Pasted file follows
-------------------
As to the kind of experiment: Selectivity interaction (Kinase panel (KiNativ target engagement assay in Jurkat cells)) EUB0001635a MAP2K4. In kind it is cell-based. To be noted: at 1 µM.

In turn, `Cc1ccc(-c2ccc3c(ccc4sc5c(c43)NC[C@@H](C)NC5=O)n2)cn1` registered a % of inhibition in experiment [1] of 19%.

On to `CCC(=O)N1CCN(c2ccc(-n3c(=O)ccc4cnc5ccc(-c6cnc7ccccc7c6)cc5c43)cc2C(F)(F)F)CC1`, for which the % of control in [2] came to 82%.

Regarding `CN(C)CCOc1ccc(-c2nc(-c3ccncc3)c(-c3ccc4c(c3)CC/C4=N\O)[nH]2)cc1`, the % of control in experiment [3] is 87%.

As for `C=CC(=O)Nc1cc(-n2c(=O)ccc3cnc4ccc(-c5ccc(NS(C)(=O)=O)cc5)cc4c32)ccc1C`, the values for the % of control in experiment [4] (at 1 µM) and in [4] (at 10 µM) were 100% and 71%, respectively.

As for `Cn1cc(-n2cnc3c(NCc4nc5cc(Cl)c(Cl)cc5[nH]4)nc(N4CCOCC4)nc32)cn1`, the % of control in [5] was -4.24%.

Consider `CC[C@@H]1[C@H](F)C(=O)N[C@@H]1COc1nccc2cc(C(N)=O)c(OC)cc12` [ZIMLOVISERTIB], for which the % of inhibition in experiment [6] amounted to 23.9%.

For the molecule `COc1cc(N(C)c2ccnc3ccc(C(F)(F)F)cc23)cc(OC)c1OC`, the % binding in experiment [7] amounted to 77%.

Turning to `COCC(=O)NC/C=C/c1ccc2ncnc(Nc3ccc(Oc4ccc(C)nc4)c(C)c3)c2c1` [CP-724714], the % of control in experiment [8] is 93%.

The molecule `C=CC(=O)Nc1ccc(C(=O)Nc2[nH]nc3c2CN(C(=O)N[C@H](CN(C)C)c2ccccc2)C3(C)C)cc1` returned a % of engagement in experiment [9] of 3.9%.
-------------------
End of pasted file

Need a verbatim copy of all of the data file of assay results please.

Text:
As to the kind of experiment: Selectivity interaction (Kinase panel (KiNativ target engagement assay in Jurkat cells)) EUB0001635a MAP2K4. In kind it is cell-based. To be noted: at 1 µM.

In turn, `Cc1ccc(-c2ccc3c(ccc4sc5c(c43)NC[C@@H](C)NC5=O)n2)cn1` registered a % of inhibition in experiment [1] of 19%.

On to `CCC(=O)N1CCN(c2ccc(-n3c(=O)ccc4cnc5ccc(-c6cnc7ccccc7c6)cc5c43)cc2C(F)(F)F)CC1`, for which the % of control in [2] came to 82%.

Regarding `CN(C)CCOc1ccc(-c2nc(-c3ccncc3)c(-c3ccc4c(c3)CC/C4=N\O)[nH]2)cc1`, the % of control in experiment [3] is 87%.

As for `C=CC(=O)Nc1cc(-n2c(=O)ccc3cnc4ccc(-c5ccc(NS(C)(=O)=O)cc5)cc4c32)ccc1C`, the values for the % of control in experiment [4] (at 1 µM) and in [4] (at 10 µM) were 100% and 71%, respectively.

As for `Cn1cc(-n2cnc3c(NCc4nc5cc(Cl)c(Cl)cc5[nH]4)nc(N4CCOCC4)nc32)cn1`, the % of control in [5] was -4.24%.

Consider `CC[C@@H]1[C@H](F)C(=O)N[C@@H]1COc1nccc2cc(C(N)=O)c(OC)cc12` [ZIMLOVISERTIB], for which the % of inhibition in experiment [6] amounted to 23.9%.

For the molecule `COc1cc(N(C)c2ccnc3ccc(C(F)(F)F)cc23)cc(OC)c1OC`, the % binding in experiment [7] amounted to 77%.

Turning to `COCC(=O)NC/C=C/c1ccc2ncnc(Nc3ccc(Oc4ccc(C)nc4)c(C)c3)c2c1` [CP-724714], the % of control in experiment [8] is 93%.

The molecule `C=CC(=O)Nc1ccc(C(=O)Nc2[nH]nc3c2CN(C(=O)N[C@H](CN(C)C)c2ccccc2)C3(C)C)cc1` returned a % of engagement in experiment [9] of 3.9%.